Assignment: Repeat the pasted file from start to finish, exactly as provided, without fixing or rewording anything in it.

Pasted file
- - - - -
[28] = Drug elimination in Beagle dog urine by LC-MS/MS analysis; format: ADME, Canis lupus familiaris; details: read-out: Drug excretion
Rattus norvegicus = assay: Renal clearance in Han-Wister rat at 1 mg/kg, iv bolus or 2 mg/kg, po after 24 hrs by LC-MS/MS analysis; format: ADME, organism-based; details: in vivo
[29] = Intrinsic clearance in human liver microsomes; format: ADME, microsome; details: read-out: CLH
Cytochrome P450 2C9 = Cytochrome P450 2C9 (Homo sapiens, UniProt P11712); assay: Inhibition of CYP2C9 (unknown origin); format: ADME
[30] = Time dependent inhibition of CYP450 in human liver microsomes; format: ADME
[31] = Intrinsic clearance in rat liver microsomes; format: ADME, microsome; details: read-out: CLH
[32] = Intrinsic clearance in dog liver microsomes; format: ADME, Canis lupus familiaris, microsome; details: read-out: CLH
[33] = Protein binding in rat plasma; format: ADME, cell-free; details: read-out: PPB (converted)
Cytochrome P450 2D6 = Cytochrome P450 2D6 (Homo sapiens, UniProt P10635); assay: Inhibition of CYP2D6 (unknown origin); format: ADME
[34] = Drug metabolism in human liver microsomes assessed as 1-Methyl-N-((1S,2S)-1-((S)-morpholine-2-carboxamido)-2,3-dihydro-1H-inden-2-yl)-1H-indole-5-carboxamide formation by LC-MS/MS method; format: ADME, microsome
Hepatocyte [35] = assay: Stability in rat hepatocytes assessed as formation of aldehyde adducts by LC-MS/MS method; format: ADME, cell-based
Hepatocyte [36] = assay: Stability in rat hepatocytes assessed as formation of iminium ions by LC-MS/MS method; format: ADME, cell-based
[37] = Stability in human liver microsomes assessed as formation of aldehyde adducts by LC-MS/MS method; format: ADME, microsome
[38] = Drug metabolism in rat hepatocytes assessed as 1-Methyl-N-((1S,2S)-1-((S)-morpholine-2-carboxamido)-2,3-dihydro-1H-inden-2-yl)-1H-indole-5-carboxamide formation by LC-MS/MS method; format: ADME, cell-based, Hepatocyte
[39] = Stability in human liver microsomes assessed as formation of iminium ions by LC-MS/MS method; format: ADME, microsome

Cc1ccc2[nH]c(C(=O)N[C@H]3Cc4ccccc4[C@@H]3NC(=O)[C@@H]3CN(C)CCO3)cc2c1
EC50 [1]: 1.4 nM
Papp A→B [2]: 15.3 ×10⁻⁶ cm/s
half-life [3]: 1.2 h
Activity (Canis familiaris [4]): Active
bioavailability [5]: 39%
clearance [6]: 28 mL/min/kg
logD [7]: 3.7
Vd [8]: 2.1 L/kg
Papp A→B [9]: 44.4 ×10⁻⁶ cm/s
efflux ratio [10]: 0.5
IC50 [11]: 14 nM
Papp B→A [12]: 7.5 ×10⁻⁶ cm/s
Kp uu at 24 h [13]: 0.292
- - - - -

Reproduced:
[28] = Drug elimination in Beagle dog urine by LC-MS/MS analysis; format: ADME, Canis lupus familiaris; details: read-out: Drug excretion
Rattus norvegicus = assay: Renal clearance in Han-Wister rat at 1 mg/kg, iv bolus or 2 mg/kg, po after 24 hrs by LC-MS/MS analysis; format: ADME, organism-based; details: in vivo
[29] = Intrinsic clearance in human liver microsomes; format: ADME, microsome; details: read-out: CLH
Cytochrome P450 2C9 = Cytochrome P450 2C9 (Homo sapiens, UniProt P11712); assay: Inhibition of CYP2C9 (unknown origin); format: ADME
[30] = Time dependent inhibition of CYP450 in human liver microsomes; format: ADME
[31] = Intrinsic clearance in rat liver microsomes; format: ADME, microsome; details: read-out: CLH
[32] = Intrinsic clearance in dog liver microsomes; format: ADME, Canis lupus familiaris, microsome; details: read-out: CLH
[33] = Protein binding in rat plasma; format: ADME, cell-free; details: read-out: PPB (converted)
Cytochrome P450 2D6 = Cytochrome P450 2D6 (Homo sapiens, UniProt P10635); assay: Inhibition of CYP2D6 (unknown origin); format: ADME
[34] = Drug metabolism in human liver microsomes assessed as 1-Methyl-N-((1S,2S)-1-((S)-morpholine-2-carboxamido)-2,3-dihydro-1H-inden-2-yl)-1H-indole-5-carboxamide formation by LC-MS/MS method; format: ADME, microsome
Hepatocyte [35] = assay: Stability in rat hepatocytes assessed as formation of aldehyde adducts by LC-MS/MS method; format: ADME, cell-based
Hepatocyte [36] = assay: Stability in rat hepatocytes assessed as formation of iminium ions by LC-MS/MS method; format: ADME, cell-based
[37] = Stability in human liver microsomes assessed as formation of aldehyde adducts by LC-MS/MS method; format: ADME, microsome
[38] = Drug metabolism in rat hepatocytes assessed as 1-Methyl-N-((1S,2S)-1-((S)-morpholine-2-carboxamido)-2,3-dihydro-1H-inden-2-yl)-1H-indole-5-carboxamide formation by LC-MS/MS method; format: ADME, cell-based, Hepatocyte
[39] = Stability in human liver microsomes assessed as formation of iminium ions by LC-MS/MS method; format: ADME, microsome

Cc1ccc2[nH]c(C(=O)N[C@H]3Cc4ccccc4[C@@H]3NC(=O)[C@@H]3CN(C)CCO3)cc2c1
EC50 [1]: 1.4 nM
Papp A→B [2]: 15.3 ×10⁻⁶ cm/s
half-life [3]: 1.2 h
Activity (Canis familiaris [4]): Active
bioavailability [5]: 39%
clearance [6]: 28 mL/min/kg
logD [7]: 3.7
Vd [8]: 2.1 L/kg
Papp A→B [9]: 44.4 ×10⁻⁶ cm/s
efflux ratio [10]: 0.5
IC50 [11]: 14 nM
Papp B→A [12]: 7.5 ×10⁻⁶ cm/s
Kp uu at 24 h [13]: 0.292